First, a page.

I would be dishonest if I say that the opening 13-minutes long take doesn't put me into a split second of slumber severe times, but how can anyone not to be flabbergasted by its solemn chiaroscuro grandeur, rigorously composed to illustrate a key event without spoon- feeding what is happening to audience, it is a paradigm-shifting innovation deserves admiration and endorsement, and more impressive in Tarr's long takes are not counter- narrative, in fact, he meticulously orchestrates the narrative within the long-takes, invites audience to be fully aware of our own self-consciousness towards the happenings on the screen during the overlong shots, particularly when framing at the back of characters' heads or the ones linger on characters' facial expressions as if they are tableaux vivants after the dramatic occurrences.
Once I passed the early stage of maladjustment, the film tends to be rather galvanising (an accomplishment should also be ascribed to composer Mihály Vig's resounding score with accordion or pipe organ), adapted from Belgian writer Georges Simenon's 1934 French novel 1934 L'HOMME DE LONDRES, Tarr transmutes the thrilling plot to an existential quest of our protagonist Maloin (Krobot), who has incidentally discovered a windfall after witnessing a murder during his night shift as a switchman in a French-speaking port town where a harbour and the wagon station are conveniently located with each other. The subsequent storyline involves the investigation of a senior detective Thompson (Lénárt) from London and domestic wrangles with his overwrought wife Camélia (Swinton) when he splurges their money wantonly, plus the British murderer Brown (Derzsi) is very eager to get the money back.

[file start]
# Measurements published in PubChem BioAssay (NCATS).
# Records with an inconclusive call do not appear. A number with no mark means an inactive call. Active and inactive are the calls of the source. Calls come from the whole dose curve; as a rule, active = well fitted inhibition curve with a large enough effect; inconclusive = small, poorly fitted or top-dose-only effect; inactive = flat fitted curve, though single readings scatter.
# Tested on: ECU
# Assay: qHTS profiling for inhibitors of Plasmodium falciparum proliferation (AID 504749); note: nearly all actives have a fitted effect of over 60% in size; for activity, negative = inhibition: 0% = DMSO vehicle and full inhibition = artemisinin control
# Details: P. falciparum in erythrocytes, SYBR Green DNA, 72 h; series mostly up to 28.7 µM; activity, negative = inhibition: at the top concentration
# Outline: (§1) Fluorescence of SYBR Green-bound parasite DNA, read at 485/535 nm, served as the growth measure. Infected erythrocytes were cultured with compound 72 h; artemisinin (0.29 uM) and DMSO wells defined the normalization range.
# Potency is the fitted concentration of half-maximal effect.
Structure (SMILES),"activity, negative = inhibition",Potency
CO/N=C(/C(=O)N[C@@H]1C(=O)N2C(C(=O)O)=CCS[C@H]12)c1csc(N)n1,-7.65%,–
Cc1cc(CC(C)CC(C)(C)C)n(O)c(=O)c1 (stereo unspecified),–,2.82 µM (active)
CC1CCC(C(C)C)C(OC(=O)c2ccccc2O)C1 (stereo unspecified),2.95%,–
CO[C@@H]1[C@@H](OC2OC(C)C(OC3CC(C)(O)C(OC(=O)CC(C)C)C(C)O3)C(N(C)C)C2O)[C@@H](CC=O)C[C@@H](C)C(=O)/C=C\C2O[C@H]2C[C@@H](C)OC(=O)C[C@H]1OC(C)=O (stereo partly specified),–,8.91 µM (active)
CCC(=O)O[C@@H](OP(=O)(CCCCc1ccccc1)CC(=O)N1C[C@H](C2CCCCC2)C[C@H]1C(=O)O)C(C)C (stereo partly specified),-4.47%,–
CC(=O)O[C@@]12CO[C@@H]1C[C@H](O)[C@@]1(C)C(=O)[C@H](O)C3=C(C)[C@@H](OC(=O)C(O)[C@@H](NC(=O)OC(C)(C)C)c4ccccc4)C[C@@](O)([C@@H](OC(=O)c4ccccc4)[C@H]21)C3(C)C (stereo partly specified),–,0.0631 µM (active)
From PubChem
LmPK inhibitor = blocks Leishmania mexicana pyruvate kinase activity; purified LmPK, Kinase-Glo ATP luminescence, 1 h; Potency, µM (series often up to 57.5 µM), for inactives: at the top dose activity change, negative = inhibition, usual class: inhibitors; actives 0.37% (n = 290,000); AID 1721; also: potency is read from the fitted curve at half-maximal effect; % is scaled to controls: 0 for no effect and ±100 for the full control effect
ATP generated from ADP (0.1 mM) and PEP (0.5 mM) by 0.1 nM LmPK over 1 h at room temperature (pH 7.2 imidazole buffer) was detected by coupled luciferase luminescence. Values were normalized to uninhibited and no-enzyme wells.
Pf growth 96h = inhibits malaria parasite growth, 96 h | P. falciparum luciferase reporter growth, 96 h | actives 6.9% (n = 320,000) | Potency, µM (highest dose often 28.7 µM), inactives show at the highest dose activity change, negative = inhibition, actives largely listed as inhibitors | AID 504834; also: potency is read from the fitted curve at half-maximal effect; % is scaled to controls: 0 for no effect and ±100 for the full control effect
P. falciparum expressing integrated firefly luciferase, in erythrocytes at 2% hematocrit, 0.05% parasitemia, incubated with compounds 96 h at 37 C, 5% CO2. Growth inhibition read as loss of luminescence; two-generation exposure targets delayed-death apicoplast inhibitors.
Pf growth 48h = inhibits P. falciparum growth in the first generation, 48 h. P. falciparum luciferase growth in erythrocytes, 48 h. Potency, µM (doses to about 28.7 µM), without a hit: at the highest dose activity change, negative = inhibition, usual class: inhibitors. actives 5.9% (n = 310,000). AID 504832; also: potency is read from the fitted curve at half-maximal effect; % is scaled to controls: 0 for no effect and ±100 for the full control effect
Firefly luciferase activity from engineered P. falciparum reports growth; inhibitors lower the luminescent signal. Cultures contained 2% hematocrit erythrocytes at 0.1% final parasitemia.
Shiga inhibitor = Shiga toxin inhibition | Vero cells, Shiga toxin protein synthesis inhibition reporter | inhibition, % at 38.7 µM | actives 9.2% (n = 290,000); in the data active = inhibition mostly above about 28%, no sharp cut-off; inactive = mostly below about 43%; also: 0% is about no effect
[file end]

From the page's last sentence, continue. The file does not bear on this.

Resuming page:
Tarr avoids any choppy development devices to pander for audience's attention span, he cooks up an equivocal scenario in the end, we never know the critical event happened inside the hut (Brown's hideout) as Tarr's camera fixates itself firmly outside the hut with its door closed, and regarding to Maloin's following behaviour, after knowing his character for almost 2-hours, each of us can give various motivations contingent on our viewings of the incident Tarr ingeniously chooses not to show us.
The film is infamous also for the suicide of its producer Humbert Balson in 2005, just before the shooting due to the apparent financial burdens of Tarr's hefty Corsican setting, so the reality check is even grimmer than the formidable fiction. What can I say? My gut feeling tells me I'm officially on board with Tarr's filmic methodology and all the trappings, his sui generis aesthetic language soundingly enshrines his filmography into the lofty tier of contemporary auteurism and maybe one day he will curtain his retirement and surprise us if inspiration strikes!